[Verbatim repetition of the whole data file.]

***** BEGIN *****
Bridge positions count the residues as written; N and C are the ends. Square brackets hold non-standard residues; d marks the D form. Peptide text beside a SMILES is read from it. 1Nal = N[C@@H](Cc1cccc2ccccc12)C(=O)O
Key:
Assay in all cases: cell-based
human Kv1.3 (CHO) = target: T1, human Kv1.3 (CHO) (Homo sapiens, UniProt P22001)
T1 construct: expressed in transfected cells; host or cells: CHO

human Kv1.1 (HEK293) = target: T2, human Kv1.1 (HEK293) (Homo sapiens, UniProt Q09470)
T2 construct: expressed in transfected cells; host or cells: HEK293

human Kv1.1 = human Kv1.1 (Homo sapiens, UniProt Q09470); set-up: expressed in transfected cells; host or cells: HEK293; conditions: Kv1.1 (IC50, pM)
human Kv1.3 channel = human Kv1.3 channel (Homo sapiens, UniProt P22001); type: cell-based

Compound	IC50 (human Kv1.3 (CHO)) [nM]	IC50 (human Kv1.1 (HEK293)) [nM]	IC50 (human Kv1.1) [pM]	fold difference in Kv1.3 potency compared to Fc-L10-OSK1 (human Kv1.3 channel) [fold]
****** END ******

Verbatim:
Bridge positions count the residues as written; N and C are the ends. Square brackets hold non-standard residues; d marks the D form. Peptide text beside a SMILES is read from it. 1Nal = N[C@@H](Cc1cccc2ccccc12)C(=O)O
Key:
Assay in all cases: cell-based
human Kv1.3 (CHO) = target: T1, human Kv1.3 (CHO) (Homo sapiens, UniProt P22001)
T1 construct: expressed in transfected cells; host or cells: CHO

human Kv1.1 (HEK293) = target: T2, human Kv1.1 (HEK293) (Homo sapiens, UniProt Q09470)
T2 construct: expressed in transfected cells; host or cells: HEK293

human Kv1.1 = human Kv1.1 (Homo sapiens, UniProt Q09470); set-up: expressed in transfected cells; host or cells: HEK293; conditions: Kv1.1 (IC50, pM)
human Kv1.3 channel = human Kv1.3 channel (Homo sapiens, UniProt P22001); type: cell-based

Compound	IC50 (human Kv1.3 (CHO)) [nM]	IC50 (human Kv1.1 (HEK293)) [nM]	IC50 (human Kv1.1) [pM]	fold difference in Kv1.3 potency compared to Fc-L10-OSK1 (human Kv1.3 channel) [fold]